The vibrant, eclectic city of Buenos Aires is known for just that; pulsing with energy, a city with a fluttering heartbeat that reveals itself through its pervasive graffiti murals, street markets, and, of course, the sensuality of its iconic tango dance. It seems almost ironic that such an energetic city lies on the bank of the Rio de la Plata, a murky, lazy inlet that separates Argentina from its northern neighbor, Uruguay. It seems even more ironic that within this electrifying capital city sits one of the world’s most famous cemeteries. The Recoleta Cemetery, nestled within the affluent neighborhood of Recoleta, conjures an image of a fully-fledged necropolis as opposed to the typical depictions of cemeteries being patches of land filled with gravestones, grass, flowers left by loved ones, and a solemn eeriness. This city built to honor the dead presents itself more as a posthumous pissing contest rather than simply a stoic place to mourn and reflect — and the results are, beyond a doubt, worth a visit.
I had the privilege to visit the cemetery during my trip to the Argentine capital, and the place has the ability to make an impression on you long before you step through its enormous stone gates. From a distance, the spires, domes, and crosses which permeate the imposing skyline of the necropolis make themselves visible as if to announce to you — if not warn — that you are not only entering a world in a different time, but a world not ruled by the living. You are but a passing guest, someone admiring the real estate of the deceased as one would in the rich part of town. Mind your manners, and watch your step.
There is, undoubtedly, a certain quality to the cemetery which sets it distinctly apart from the rest of the bustling city beyond its walls. When I first passed through its gates, I was struck by how oddly quiet it suddenly became; you would hardly ever expect that a place in Buenos Aires, the land of drivers with their infamous Italian sensibilities and citizens chattering away in public on speakerphone, could ever be so devoid of such noisiness.
One of the most distinguishable aspects of the Recoleta Cemetery is its noticeable lack of traditional gravestones, instead opting for ostentatious mausoleums beset by wrought iron, crucifixes, columns, stained glass, and towers — the works, essentially. Packed together within the restricted space of the graveyard, they seemingly spill over one another, battling for primacy, to be the most noticeable, to be the most grand, to honor its inhabitants better than the one next door. Needless to say, they do so with panache; on a mission to find my favorite mausoleum, I found myself needing to reassess with nearly every turn I took!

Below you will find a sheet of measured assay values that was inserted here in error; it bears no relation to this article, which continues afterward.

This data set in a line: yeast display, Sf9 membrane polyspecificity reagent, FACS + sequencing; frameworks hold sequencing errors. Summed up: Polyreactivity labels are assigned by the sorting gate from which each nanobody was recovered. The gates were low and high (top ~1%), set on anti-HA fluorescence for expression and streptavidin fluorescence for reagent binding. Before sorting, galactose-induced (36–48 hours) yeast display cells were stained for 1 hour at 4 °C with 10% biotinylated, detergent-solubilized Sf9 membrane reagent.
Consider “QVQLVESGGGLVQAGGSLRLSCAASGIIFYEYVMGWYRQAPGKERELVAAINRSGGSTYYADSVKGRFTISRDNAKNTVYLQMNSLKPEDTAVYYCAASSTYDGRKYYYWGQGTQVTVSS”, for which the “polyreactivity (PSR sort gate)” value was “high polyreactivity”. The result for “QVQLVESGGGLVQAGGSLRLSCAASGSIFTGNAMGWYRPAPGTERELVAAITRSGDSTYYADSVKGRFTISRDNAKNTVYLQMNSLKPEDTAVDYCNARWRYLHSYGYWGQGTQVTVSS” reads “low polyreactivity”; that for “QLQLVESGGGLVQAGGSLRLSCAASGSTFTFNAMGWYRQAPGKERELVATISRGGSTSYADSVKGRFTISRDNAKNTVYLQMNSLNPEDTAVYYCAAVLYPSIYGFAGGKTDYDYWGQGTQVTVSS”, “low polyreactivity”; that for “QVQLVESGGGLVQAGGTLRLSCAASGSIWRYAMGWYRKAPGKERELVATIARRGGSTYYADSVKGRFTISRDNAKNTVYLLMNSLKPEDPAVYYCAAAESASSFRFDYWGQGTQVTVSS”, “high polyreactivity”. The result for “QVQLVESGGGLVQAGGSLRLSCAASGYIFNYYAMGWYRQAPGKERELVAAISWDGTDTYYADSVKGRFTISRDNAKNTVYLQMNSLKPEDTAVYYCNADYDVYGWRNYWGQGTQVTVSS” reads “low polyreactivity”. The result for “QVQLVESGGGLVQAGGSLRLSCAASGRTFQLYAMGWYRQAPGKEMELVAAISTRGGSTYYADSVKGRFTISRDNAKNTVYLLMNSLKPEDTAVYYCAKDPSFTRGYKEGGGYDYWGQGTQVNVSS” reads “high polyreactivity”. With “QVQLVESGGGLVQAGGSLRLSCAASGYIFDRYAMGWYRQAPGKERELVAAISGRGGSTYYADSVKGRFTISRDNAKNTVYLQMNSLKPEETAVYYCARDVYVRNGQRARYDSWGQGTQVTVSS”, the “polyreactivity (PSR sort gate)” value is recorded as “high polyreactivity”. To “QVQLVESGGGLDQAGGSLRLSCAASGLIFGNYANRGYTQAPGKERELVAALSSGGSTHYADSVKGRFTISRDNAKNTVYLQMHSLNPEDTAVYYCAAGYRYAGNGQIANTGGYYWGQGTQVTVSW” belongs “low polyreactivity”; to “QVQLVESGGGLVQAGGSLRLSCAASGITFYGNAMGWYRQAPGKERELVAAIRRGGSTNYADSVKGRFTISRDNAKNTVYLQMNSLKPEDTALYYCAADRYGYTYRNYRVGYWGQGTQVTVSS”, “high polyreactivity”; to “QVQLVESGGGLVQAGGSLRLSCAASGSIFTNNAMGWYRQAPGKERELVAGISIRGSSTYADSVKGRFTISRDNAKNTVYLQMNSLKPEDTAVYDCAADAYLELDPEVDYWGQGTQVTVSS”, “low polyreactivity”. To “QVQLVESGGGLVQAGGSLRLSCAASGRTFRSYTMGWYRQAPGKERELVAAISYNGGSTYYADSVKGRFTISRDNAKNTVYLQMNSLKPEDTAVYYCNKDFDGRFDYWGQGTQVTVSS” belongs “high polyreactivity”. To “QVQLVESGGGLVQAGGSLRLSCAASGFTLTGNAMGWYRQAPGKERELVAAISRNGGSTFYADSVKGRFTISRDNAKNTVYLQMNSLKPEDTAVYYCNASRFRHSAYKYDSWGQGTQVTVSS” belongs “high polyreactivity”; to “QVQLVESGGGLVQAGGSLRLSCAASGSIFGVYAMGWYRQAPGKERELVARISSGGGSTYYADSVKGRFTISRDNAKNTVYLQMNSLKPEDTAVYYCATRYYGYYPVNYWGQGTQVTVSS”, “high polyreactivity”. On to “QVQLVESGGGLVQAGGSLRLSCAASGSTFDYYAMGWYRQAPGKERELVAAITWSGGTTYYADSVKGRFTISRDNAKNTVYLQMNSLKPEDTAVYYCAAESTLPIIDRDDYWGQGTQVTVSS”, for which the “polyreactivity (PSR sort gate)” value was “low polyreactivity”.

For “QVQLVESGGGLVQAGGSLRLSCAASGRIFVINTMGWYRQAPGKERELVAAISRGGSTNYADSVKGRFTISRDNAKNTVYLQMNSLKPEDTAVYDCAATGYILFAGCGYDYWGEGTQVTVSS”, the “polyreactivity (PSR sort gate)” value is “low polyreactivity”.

The longer you spend navigating the cobbled streets of the cemetery, the more you become acutely aware of the fact that it truly is a city in every sense of the word. As you wander through the grid-like blocks of this place and gaze at the rows of ornate mausoleums, you almost feel as though you could knock and step inside, greeted by the wealthy and prominent Argentine families who reside there. You can also sense that some parts of the cemetery are cleaner, better-maintained, and more elaborate than others. It’s true; a great number of the mausoleums have actually been desecrated, with their fragile glass and wrought iron doors kicked in, trash strewn inside, and weedy overgrowth seeping through their hallowed interiors. It was a disappointing sight to see, how these once-fabulous resting places could be mistreated and left to the wayside in such a manner, yet a sight all-too familiar as someone hailing from the fringes of the Rust Belt of the United States. Cities like Buffalo, Detroit, Cleveland, and even parts of Chicago are host to once-beautiful Georgian and Victorian homes built by the corporate elites back when industry boomed. When industry stopped booming, the mansions were boarded up, fell apart, or were demolished. When family members stopped visiting the mausoleums of the Argentine elite, they were left to the mercy of the elements, litterers, and vandals. It’s always a tragedy when architecture suffers the same fate as its builders.